If you ask professional or serious horseplayers their opinions on show betting, most will tell you to not waste too much time with this type of bet. As the easiest bet to hit on the wagering menu, payouts are low. Even if you are an excellent handicapper, it is hard to make money betting on horses to show due to factors like breakage and the other horses that you’ll need to split the show pool with before final payouts are calculated. Of course if you like cashing tickets, there’s nothing better than a show bet. But cashing tickets for $2.60 on a $2 bet can get old pretty fast.
However, there is one proven betting angle where show betting becomes as exciting as playing the Superfecta or Pick-6 and that is when a “bridge jumper” is involved. Simply stated, a bridge jumper is a bettor who places an unusually large wager on a single horse, usually to show. While these bets vary in size it’s not unusual to see them approach $100,000 or more. Because show pools have a mandatory payout of $2.10 or $2.20 (depending on racing jurisdiction) no matter how low the odds actually are, if a bridge jumper is successful, he’ll get a small return on his huge bet no matter what the true odds are. This creates something that tracks refer to as a “minus pool” because more is paid out to the bridge jumper than the track receives via the takeout. Of course if the bridge jumper’s horse finishes out of the money, this will result in huge show payoffs for the other horses in the field, and the bridge jumper may just feel like hopping off the nearest bridge to the racetrack.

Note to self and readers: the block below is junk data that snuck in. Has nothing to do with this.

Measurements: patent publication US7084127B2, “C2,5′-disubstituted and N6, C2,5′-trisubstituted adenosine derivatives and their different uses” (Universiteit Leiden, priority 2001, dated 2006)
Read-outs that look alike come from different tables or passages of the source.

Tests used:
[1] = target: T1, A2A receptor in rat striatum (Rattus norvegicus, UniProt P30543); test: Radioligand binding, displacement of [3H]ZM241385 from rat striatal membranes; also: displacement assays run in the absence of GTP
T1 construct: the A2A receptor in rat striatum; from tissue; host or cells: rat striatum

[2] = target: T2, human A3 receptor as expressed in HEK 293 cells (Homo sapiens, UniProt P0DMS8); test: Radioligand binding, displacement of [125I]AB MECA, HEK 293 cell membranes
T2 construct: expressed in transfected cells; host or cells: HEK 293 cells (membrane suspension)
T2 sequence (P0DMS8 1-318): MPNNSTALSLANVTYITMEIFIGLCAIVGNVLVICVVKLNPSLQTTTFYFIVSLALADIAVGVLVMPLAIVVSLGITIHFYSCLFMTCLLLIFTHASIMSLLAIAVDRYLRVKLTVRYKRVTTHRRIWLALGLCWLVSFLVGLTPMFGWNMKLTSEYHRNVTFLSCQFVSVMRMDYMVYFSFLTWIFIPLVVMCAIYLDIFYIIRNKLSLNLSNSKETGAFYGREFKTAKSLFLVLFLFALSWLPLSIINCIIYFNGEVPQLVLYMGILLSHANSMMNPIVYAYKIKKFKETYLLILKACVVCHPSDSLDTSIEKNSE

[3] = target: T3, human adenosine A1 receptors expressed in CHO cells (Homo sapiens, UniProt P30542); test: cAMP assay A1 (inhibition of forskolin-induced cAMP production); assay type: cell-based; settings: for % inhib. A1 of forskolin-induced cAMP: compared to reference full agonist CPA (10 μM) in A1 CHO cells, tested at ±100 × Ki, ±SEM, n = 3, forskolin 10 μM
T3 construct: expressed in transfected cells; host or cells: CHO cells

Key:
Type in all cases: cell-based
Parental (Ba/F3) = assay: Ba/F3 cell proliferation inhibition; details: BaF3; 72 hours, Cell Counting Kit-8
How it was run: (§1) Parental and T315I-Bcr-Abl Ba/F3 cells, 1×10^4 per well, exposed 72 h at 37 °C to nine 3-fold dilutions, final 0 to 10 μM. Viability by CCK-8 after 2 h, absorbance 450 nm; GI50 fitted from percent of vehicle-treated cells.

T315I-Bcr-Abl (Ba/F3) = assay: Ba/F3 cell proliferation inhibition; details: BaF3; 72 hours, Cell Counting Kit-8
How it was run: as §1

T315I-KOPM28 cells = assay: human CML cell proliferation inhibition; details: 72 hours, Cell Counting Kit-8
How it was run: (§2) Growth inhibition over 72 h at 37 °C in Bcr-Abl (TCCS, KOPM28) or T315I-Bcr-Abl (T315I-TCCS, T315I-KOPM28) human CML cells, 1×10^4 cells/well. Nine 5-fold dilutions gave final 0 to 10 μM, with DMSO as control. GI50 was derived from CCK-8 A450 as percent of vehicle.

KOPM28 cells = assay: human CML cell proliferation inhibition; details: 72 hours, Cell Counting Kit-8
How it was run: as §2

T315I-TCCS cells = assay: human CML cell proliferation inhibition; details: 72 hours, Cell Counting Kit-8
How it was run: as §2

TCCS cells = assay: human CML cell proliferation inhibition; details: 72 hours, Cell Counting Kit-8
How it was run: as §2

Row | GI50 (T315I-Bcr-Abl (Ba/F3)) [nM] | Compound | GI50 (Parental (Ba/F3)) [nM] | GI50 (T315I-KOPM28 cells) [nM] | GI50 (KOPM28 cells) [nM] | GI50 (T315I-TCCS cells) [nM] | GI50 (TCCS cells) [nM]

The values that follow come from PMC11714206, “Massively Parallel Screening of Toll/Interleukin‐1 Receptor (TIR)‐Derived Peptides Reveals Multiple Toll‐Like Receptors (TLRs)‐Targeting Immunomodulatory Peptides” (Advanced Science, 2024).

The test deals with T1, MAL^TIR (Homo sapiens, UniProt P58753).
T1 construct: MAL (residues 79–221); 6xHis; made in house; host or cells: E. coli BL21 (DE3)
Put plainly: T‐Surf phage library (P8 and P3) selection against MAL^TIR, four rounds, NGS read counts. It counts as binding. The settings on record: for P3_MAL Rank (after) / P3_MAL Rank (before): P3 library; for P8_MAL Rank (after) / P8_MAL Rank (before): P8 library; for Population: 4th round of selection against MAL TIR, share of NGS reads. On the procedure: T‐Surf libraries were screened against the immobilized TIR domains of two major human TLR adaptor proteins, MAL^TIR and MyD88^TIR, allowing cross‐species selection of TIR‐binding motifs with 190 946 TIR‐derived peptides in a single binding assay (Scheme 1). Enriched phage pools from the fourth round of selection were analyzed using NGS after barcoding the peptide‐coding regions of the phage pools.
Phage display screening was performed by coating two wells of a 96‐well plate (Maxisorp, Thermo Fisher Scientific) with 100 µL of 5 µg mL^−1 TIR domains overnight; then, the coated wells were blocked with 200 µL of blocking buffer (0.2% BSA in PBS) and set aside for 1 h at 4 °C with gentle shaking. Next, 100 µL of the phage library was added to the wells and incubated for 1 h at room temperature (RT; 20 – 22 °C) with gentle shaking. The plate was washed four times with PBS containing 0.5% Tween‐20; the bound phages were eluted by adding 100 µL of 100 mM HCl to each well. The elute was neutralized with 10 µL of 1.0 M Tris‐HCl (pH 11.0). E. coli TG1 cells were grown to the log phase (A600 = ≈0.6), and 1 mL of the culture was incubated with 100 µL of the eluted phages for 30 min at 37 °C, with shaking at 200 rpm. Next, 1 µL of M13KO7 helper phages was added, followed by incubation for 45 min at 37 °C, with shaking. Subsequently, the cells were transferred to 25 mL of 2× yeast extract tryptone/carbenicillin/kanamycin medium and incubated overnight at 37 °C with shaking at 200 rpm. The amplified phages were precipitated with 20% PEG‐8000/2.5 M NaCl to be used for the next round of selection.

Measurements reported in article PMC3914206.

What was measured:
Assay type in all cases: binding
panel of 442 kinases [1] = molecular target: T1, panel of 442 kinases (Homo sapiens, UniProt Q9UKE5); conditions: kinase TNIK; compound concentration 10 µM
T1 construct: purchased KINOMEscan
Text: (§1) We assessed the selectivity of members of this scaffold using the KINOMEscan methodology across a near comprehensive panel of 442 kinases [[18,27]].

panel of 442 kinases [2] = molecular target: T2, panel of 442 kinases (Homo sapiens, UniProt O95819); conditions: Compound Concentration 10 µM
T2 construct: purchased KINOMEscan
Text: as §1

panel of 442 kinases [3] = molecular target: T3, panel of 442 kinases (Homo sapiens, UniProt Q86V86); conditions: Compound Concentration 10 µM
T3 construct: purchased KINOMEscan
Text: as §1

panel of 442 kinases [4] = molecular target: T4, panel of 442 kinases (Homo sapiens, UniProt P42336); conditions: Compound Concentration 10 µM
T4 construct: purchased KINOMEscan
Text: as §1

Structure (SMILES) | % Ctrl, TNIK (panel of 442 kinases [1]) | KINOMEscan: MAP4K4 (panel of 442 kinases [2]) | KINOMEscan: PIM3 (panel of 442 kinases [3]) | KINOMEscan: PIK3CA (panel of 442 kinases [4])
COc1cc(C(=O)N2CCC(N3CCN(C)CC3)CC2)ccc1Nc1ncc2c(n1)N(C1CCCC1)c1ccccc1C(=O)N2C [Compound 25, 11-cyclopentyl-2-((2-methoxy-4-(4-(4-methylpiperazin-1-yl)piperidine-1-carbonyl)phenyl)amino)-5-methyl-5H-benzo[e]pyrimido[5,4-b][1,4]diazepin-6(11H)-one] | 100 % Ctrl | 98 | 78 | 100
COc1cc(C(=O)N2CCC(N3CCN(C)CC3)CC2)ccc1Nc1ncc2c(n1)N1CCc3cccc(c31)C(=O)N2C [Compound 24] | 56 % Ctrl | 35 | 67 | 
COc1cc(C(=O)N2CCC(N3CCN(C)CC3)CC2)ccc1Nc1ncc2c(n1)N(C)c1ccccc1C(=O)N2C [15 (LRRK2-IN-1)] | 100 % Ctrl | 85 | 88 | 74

It goes without saying that the overwhelming majority of bridge jumpers cash their huge bets. Unless they are a sick degenerate gambler who is randomly betting huge sums of money because they like a horse’s name, jumpers usually stick to “mortal locks” that will finish in the money unless something totally unforeseen happens.
A great example of a bridge jumper who may now be contemplating suicide happened just yesterday in the 7th race at Calder Race Course on Saturday, September 3rd. The 4-5 favorite Motovato, a graded stakes placed horse, and six-time winner who has never finished worse than 2nd in nine lifetime starts at Calder looked to be a safe bet, even for a bridge jumper. As the horses went to post, Motavato had around $190,000 bet on him to show. After breaking poorly and not finding the best footing on a sloppy track, Motovato tried to make a move but faded and finished dead last. The result was a windfall for show bettors who put down even a small bet on any of the other horses in the field.
Take a look at the official chart to see how the race went down. Payoffs are below.